Special Education/1:1


Hello, I have an 8.5 year old doing very poorly in his special ed class. I do not believe moving him to a lower functioning class is what he needs. It'd be brutal on him.  He needs 1:1 tutoring. The para is not equipped to teach yet this is exactly what they do, break up the class of 12 into groups of 3 and have someone inept teach them. My son is very verbal (in some ways MORE so that all peers) and social (he makes friends easily but can be overbearing during play) but struggles from various mild sometimes moderate behavioral problems stemming from his adhd ocd and auditory processing. He writes great stories and has scored very superior in certain verbal subsets.  Math is a big problem. He clearly has a math ld.  I think reading comprehension is actually okay but only when he reads something he enjoys. In my day, we had resource rooms for subjects and kids weren't segregated like today and things seemed to work better. Is there any way I can advocate for a couple of hours of tutoring. I think it'd make a huge difference. Thanks!

It is almost impossible to have the school district pay for tutoring. Some of the students I represent are receiving tutoring from other students (typically older kids that are doing very well in their academics). But it is not universally available. Many schools still offer Resource Classes, like the ones you describe. But they are intended to serve students that are not far behind and do not present behavioral challenges. They typically have 12-16 students and are taught by one teacher. Your son's ADHD and OCD may make this placement inappropriate for him. It also depends on his assessment scores in academics. I have some students I represent who are in Resource classes with a 1:1 aide to help them stay focused. But districts fight this due to the cost. If you have not done so, you should call for an IEP and air your concerns and complaints. From now on, any IEP's should be recorded by you. The law says you must notify the school 24 hours in advance that you are recording. Most phones have an app available that will enable you to record the meeting. You are going to have an uphill battle. You may need to consider having an advocate represent you and your son.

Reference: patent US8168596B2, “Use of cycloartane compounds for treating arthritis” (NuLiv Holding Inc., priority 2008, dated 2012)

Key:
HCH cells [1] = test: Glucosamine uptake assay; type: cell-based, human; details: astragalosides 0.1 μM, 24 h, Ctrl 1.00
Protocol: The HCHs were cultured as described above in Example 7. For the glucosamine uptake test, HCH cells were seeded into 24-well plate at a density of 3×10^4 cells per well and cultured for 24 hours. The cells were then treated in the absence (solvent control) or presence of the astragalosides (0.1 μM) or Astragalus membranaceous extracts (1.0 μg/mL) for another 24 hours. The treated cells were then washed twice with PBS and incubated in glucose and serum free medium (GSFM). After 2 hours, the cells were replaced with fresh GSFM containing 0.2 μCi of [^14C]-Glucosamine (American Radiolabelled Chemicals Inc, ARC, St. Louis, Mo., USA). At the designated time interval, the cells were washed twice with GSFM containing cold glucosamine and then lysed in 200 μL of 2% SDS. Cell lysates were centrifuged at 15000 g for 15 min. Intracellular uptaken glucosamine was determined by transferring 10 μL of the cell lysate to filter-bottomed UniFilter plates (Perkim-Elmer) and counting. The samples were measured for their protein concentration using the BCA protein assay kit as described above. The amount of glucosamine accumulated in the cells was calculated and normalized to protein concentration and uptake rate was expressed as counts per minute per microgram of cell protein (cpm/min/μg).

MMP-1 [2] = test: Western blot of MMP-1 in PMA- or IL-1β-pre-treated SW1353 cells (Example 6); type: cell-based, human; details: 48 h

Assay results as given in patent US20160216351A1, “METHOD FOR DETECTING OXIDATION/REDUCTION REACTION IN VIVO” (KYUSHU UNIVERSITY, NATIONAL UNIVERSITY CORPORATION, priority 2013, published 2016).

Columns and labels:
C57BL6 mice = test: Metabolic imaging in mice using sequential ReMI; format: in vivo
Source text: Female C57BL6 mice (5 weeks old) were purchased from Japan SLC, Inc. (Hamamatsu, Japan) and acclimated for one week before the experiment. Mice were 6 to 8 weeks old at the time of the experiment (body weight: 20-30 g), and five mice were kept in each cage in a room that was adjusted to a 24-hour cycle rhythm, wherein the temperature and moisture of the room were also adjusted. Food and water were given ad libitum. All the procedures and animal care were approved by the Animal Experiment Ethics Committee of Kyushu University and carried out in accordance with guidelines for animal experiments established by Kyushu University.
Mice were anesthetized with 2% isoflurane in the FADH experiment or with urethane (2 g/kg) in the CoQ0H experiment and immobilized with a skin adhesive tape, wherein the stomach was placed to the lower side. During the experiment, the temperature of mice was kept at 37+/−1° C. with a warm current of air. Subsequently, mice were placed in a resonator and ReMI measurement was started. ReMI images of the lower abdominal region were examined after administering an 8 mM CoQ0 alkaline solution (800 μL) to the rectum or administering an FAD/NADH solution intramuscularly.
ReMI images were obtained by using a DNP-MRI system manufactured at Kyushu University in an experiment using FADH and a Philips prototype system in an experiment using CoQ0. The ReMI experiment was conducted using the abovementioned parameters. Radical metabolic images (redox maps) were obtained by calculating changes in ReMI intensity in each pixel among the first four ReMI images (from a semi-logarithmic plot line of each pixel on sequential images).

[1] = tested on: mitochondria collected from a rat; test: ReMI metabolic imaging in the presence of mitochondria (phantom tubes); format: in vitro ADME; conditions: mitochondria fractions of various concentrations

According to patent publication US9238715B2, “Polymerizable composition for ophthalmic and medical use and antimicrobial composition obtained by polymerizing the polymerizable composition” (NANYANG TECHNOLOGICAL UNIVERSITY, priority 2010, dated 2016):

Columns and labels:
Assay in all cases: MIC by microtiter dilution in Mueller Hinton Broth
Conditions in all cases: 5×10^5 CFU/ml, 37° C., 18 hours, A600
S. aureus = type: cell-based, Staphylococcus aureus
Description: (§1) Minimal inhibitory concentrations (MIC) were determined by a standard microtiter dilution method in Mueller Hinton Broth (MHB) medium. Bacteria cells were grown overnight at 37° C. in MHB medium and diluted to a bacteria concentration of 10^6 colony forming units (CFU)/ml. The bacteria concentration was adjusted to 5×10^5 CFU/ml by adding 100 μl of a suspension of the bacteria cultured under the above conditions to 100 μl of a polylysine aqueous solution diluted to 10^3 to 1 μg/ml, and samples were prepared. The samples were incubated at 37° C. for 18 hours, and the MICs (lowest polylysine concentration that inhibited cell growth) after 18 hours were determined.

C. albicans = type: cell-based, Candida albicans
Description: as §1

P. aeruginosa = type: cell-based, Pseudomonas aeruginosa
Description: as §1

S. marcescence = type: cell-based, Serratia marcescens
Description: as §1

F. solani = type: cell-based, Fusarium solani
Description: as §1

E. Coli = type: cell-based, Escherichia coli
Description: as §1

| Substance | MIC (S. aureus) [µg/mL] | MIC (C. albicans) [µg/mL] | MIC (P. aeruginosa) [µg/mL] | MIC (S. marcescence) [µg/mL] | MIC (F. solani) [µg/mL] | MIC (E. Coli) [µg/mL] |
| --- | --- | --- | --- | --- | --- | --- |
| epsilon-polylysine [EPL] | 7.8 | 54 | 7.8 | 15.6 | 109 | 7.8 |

Special Education

All Answers

Answers by Expert:

Ask Experts


Tim Runner


Questions concerning special education: IEP, assessments, Due Process, mediation, resolution conference, federal law, state law, qualifying for services, residential treatment, special day classes, resource specialists, procedures, having your child assessed, adaptive PE, speech & language, non-public school, FAPE, and tuition reimbursement.


I have been an education advocate representing students and parents for six years. My experience includes: representing my clients in IEPs, SSTs, Due Process, review assessment results for my clients, and mediations. I have represented clients with learning disabilities, autism, Downs Syndrome, cognitively challenged, emotional problems, learning disabilities, ADD/ADHD, and physical disabilities. I have also represented clients to County Mental Health Departments and Regional Centers. My clients range from pre-school to college students in many states.

I have a degree in Mathematics from the University of California with minors in Psychology and Physics. I also studied applied statistics in psychology at the graduate level. I have taught college classes, conducted seminars, written articles for various publications, and testified as an expert witness.

©2017 About.com. All rights reserved.